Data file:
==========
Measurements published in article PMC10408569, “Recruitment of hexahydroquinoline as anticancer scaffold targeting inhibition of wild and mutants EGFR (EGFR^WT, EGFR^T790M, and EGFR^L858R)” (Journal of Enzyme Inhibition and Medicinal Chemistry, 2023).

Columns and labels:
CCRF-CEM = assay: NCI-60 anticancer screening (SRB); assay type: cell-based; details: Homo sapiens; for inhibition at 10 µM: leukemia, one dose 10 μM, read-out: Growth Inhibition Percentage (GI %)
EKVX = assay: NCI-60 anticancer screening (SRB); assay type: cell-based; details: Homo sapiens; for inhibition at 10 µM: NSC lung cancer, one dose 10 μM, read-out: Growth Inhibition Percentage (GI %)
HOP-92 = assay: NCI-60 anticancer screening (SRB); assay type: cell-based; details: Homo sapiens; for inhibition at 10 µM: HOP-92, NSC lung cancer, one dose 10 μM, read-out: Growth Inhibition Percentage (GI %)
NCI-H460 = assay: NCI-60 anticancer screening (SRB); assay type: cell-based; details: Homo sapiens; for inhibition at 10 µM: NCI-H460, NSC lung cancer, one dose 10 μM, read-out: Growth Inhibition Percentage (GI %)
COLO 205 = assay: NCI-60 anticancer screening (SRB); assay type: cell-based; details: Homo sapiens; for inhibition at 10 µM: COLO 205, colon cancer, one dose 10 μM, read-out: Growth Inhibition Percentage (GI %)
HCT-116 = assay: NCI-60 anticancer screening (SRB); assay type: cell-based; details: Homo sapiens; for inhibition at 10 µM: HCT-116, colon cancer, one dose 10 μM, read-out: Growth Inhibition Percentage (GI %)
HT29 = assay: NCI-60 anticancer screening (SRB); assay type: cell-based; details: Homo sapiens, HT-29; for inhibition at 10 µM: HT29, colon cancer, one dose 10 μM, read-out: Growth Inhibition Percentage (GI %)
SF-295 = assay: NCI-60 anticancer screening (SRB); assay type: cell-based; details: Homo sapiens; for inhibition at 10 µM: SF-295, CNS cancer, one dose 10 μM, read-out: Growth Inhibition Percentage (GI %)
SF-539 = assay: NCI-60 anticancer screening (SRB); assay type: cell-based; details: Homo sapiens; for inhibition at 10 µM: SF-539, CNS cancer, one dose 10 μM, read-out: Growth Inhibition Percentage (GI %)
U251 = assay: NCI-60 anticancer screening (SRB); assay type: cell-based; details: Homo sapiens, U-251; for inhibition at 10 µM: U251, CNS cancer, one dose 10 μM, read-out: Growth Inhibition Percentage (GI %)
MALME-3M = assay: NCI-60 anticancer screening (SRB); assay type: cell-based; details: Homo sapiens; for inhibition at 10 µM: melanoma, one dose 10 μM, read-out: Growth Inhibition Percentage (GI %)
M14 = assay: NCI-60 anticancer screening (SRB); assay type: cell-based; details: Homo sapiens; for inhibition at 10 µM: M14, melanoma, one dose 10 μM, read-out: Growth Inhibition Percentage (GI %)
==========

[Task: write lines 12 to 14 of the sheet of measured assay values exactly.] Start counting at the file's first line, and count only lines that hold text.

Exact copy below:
U251 = assay: NCI-60 anticancer screening (SRB); assay type: cell-based; details: Homo sapiens, U-251; for inhibition at 10 µM: U251, CNS cancer, one dose 10 μM, read-out: Growth Inhibition Percentage (GI %)
MALME-3M = assay: NCI-60 anticancer screening (SRB); assay type: cell-based; details: Homo sapiens; for inhibition at 10 µM: melanoma, one dose 10 μM, read-out: Growth Inhibition Percentage (GI %)
M14 = assay: NCI-60 anticancer screening (SRB); assay type: cell-based; details: Homo sapiens; for inhibition at 10 µM: M14, melanoma, one dose 10 μM, read-out: Growth Inhibition Percentage (GI %)